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China worried about growing number casualties among electric bikes

29-12-2010

The number of electric bikes in China is exploding and so is the number of traffic casualties among their users. A study in the Chinese city of Hangzhou shows that the number of fatalities among electric bikes has sextupled over four years.

The march of the electric bike began in China around 1998. A bike like that costs between 150 and 200 dollars there, making it affordable for large numbers of people. In Hangzhou, a city also known to tourists, with well over six million inhabitants, accident statistics have been kept over the period 2004-2008. These demonstrate that although the overall number of accidents and fatalities has decreased, accidents with electric bikes have strongly increased. The number of accidents with injuries per 100,000 electric bikes rose by 2.7 (from 1.5 to 3.9). (Of the 397 fatalities in that period almost 58% was younger than 30). Over the same period the number of fatalities with regular bikes fell from 232 to 101, although these data are not entirely reliable as registration data are imperfect. This is in part due to the fact that currently 33,000 free rental bikes are available in the town.
The Chinese reporting on the study in the article 'Electric-bicycle-related injury: a rising traffic injury burden in China' in the magazine Injury Prevention feel the data are disturbing and press for measures such as improving infrastructure and an obligatory helmet. Incidentally, in a number of cities, like Beijing, electric bikes are officially not allowed due to environmental problems with the batteries. However this appears to be disregarded on a large scale.
Although the study certainly serves as a warning, it is not possible to translate the data one-on-one to the Dutch situation, for instance. Therefore the data would have to be correlated to the use of electric bikes, which appears to be lacking in Hangzhou. It is however well-known that the number of electric bikes has by now grown from 1.4 million to well over 6 million. In addition there appear to be many heavy (over 40 kilos) electric bikes in China capable of reaching speeds of up to 60 kilometres an hour.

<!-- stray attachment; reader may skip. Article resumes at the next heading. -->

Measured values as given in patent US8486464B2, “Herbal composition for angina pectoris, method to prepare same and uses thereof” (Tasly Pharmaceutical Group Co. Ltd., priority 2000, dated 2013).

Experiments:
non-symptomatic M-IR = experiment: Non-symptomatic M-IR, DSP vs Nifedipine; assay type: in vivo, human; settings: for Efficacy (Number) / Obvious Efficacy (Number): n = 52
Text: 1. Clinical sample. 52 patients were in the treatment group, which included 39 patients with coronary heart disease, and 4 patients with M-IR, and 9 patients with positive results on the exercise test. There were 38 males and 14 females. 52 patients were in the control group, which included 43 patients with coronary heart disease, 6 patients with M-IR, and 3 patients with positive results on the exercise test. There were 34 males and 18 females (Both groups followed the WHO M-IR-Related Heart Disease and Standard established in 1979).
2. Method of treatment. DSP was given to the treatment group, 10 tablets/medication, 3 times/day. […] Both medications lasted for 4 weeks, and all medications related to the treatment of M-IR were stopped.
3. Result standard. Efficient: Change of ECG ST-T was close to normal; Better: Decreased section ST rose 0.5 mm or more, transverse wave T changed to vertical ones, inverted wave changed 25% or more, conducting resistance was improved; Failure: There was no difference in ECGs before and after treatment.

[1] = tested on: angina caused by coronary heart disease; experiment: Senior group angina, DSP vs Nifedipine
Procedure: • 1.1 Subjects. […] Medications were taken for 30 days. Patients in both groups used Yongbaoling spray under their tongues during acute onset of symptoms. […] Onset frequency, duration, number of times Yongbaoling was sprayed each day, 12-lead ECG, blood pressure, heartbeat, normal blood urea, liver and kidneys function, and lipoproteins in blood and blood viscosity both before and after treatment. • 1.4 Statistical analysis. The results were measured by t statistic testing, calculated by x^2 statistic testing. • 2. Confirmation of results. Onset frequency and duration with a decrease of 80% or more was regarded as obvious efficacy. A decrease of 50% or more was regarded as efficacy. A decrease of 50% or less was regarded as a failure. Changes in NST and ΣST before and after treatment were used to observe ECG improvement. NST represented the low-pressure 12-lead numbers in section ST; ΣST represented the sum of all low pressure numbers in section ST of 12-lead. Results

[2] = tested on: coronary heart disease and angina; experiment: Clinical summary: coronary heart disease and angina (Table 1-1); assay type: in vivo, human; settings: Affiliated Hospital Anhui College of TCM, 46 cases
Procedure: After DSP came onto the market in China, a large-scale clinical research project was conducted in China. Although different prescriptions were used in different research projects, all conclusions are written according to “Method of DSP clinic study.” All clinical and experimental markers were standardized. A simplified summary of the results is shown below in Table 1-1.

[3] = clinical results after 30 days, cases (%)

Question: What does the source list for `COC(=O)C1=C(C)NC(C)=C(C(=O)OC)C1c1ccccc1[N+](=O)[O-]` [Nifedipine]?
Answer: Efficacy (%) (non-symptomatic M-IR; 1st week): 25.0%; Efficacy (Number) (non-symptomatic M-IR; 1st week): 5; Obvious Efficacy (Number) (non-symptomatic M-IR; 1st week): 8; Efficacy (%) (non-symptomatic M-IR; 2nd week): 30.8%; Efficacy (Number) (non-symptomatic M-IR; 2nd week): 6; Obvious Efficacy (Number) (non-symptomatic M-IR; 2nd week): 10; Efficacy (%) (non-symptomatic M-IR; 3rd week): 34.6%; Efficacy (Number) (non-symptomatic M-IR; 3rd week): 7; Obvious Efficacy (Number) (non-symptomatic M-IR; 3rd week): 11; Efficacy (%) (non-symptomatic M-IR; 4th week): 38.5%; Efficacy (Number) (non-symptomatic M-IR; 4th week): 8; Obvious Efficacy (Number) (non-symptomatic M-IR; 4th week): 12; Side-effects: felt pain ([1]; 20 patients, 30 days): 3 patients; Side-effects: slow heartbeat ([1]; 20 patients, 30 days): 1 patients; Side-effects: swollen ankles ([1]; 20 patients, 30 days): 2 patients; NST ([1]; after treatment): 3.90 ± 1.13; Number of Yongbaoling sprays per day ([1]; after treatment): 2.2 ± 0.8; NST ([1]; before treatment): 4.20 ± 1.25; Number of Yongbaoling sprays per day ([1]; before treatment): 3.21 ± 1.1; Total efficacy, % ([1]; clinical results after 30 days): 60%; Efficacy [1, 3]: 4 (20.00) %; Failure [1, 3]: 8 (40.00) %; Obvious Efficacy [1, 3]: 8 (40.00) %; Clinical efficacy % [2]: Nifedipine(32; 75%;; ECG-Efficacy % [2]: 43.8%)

Renaat Van Hoof (Fietsersbond Afdeling Antwerpen (België))
22-10-2010 @ 12:23

'Fietsen' die 60 km/uur kunnen bereiken zijn dan ook geen elektrische fietsen meer te noemen. Bovendien moet men de  verzesvoudiging van het aantal dodelijk ongevallen met elektrische fietsen tegenover de verviervoudiging van het aantal elektrische fietsen zetten. De vraag is dus of het probleem wel zo groot is als gesuggereerd wordt.

En wat zou het effect op de verkeersveiligheid zijn geweest indien al deze mensen in de auto waren gestapt?

Tom Godefrooij (nvt)
01-11-2010 @ 13:41

Het begrip 'electrische fiets' staat in Azië in het algemeen voor iets heel anders dan in Europa. Electrische fietsen zijn daar meer te vergelijken met motoren en brommers dan met fietsen. Vandaar ook dat we ter voorkoming van misverstanden in het Engels praten over 'pedalecs' als we het over de hier gangbare electrische fietsen hebben. Dat het gebruik van brommers en motoren relatief erg onveilig is, is niets nieuws.

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